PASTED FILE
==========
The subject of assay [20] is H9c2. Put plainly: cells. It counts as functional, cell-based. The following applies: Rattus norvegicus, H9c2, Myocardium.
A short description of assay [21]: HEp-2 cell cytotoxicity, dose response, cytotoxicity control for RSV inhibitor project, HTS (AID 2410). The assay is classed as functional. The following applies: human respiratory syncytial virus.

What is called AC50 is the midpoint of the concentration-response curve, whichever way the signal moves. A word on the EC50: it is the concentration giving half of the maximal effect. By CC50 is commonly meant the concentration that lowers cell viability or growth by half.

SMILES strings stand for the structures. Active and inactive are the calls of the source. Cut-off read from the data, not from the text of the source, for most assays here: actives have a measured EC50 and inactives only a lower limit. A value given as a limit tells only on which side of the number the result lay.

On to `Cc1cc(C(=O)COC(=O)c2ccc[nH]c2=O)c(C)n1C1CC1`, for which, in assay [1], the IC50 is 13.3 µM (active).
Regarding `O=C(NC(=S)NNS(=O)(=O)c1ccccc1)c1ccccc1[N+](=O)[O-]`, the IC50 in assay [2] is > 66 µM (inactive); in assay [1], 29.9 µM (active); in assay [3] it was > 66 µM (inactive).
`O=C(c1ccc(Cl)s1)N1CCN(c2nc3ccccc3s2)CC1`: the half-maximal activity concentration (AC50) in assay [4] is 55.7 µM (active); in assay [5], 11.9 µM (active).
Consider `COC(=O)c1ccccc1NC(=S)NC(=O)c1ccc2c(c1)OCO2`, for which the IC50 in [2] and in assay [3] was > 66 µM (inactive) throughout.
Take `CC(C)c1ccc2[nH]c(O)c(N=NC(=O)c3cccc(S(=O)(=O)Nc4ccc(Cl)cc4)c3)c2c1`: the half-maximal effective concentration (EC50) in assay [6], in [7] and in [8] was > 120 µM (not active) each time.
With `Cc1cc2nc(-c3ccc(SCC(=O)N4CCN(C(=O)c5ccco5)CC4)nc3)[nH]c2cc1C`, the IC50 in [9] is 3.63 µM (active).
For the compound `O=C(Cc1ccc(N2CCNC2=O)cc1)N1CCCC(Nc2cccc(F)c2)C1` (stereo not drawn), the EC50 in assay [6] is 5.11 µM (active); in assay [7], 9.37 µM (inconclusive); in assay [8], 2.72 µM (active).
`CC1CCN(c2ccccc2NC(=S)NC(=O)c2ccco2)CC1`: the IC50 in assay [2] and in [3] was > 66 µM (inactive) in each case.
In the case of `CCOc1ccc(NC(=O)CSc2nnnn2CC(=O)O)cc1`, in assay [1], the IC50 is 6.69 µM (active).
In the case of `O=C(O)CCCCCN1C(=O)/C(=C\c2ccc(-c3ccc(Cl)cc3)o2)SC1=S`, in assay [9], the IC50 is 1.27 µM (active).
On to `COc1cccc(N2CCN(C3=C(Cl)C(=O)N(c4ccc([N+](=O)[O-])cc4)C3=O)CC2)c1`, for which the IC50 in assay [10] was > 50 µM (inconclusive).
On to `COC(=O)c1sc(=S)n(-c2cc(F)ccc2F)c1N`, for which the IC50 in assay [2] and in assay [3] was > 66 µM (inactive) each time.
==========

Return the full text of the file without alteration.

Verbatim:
The subject of assay [20] is H9c2. Put plainly: cells. It counts as functional, cell-based. The following applies: Rattus norvegicus, H9c2, Myocardium.
A short description of assay [21]: HEp-2 cell cytotoxicity, dose response, cytotoxicity control for RSV inhibitor project, HTS (AID 2410). The assay is classed as functional. The following applies: human respiratory syncytial virus.

What is called AC50 is the midpoint of the concentration-response curve, whichever way the signal moves. A word on the EC50: it is the concentration giving half of the maximal effect. By CC50 is commonly meant the concentration that lowers cell viability or growth by half.

SMILES strings stand for the structures. Active and inactive are the calls of the source. Cut-off read from the data, not from the text of the source, for most assays here: actives have a measured EC50 and inactives only a lower limit. A value given as a limit tells only on which side of the number the result lay.

On to `Cc1cc(C(=O)COC(=O)c2ccc[nH]c2=O)c(C)n1C1CC1`, for which, in assay [1], the IC50 is 13.3 µM (active).
Regarding `O=C(NC(=S)NNS(=O)(=O)c1ccccc1)c1ccccc1[N+](=O)[O-]`, the IC50 in assay [2] is > 66 µM (inactive); in assay [1], 29.9 µM (active); in assay [3] it was > 66 µM (inactive).
`O=C(c1ccc(Cl)s1)N1CCN(c2nc3ccccc3s2)CC1`: the half-maximal activity concentration (AC50) in assay [4] is 55.7 µM (active); in assay [5], 11.9 µM (active).
Consider `COC(=O)c1ccccc1NC(=S)NC(=O)c1ccc2c(c1)OCO2`, for which the IC50 in [2] and in assay [3] was > 66 µM (inactive) throughout.
Take `CC(C)c1ccc2[nH]c(O)c(N=NC(=O)c3cccc(S(=O)(=O)Nc4ccc(Cl)cc4)c3)c2c1`: the half-maximal effective concentration (EC50) in assay [6], in [7] and in [8] was > 120 µM (not active) each time.
With `Cc1cc2nc(-c3ccc(SCC(=O)N4CCN(C(=O)c5ccco5)CC4)nc3)[nH]c2cc1C`, the IC50 in [9] is 3.63 µM (active).
For the compound `O=C(Cc1ccc(N2CCNC2=O)cc1)N1CCCC(Nc2cccc(F)c2)C1` (stereo not drawn), the EC50 in assay [6] is 5.11 µM (active); in assay [7], 9.37 µM (inconclusive); in assay [8], 2.72 µM (active).
`CC1CCN(c2ccccc2NC(=S)NC(=O)c2ccco2)CC1`: the IC50 in assay [2] and in [3] was > 66 µM (inactive) in each case.
In the case of `CCOc1ccc(NC(=O)CSc2nnnn2CC(=O)O)cc1`, in assay [1], the IC50 is 6.69 µM (active).
In the case of `O=C(O)CCCCCN1C(=O)/C(=C\c2ccc(-c3ccc(Cl)cc3)o2)SC1=S`, in assay [9], the IC50 is 1.27 µM (active).
On to `COc1cccc(N2CCN(C3=C(Cl)C(=O)N(c4ccc([N+](=O)[O-])cc4)C3=O)CC2)c1`, for which the IC50 in assay [10] was > 50 µM (inconclusive).
On to `COC(=O)c1sc(=S)n(-c2cc(F)ccc2F)c1N`, for which the IC50 in assay [2] and in assay [3] was > 66 µM (inactive) each time.